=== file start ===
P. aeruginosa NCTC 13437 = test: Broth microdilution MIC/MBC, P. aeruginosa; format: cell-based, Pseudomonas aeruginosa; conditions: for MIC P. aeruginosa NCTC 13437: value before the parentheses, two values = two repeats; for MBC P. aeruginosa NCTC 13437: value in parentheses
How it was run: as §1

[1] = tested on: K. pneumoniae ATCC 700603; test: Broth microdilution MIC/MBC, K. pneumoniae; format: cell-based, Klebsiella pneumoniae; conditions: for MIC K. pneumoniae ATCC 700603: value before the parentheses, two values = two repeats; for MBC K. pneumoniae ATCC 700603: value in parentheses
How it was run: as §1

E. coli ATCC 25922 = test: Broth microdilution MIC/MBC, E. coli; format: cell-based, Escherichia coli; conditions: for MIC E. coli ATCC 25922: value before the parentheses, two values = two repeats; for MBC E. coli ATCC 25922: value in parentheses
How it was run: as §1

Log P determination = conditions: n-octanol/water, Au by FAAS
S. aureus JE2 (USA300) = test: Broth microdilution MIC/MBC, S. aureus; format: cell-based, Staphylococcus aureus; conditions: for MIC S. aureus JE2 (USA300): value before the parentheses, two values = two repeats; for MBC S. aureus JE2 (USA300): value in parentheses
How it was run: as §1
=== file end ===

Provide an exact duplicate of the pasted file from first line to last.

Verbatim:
P. aeruginosa NCTC 13437 = test: Broth microdilution MIC/MBC, P. aeruginosa; format: cell-based, Pseudomonas aeruginosa; conditions: for MIC P. aeruginosa NCTC 13437: value before the parentheses, two values = two repeats; for MBC P. aeruginosa NCTC 13437: value in parentheses
How it was run: as §1

[1] = tested on: K. pneumoniae ATCC 700603; test: Broth microdilution MIC/MBC, K. pneumoniae; format: cell-based, Klebsiella pneumoniae; conditions: for MIC K. pneumoniae ATCC 700603: value before the parentheses, two values = two repeats; for MBC K. pneumoniae ATCC 700603: value in parentheses
How it was run: as §1

E. coli ATCC 25922 = test: Broth microdilution MIC/MBC, E. coli; format: cell-based, Escherichia coli; conditions: for MIC E. coli ATCC 25922: value before the parentheses, two values = two repeats; for MBC E. coli ATCC 25922: value in parentheses
How it was run: as §1

Log P determination = conditions: n-octanol/water, Au by FAAS
S. aureus JE2 (USA300) = test: Broth microdilution MIC/MBC, S. aureus; format: cell-based, Staphylococcus aureus; conditions: for MIC S. aureus JE2 (USA300): value before the parentheses, two values = two repeats; for MBC S. aureus JE2 (USA300): value in parentheses
How it was run: as §1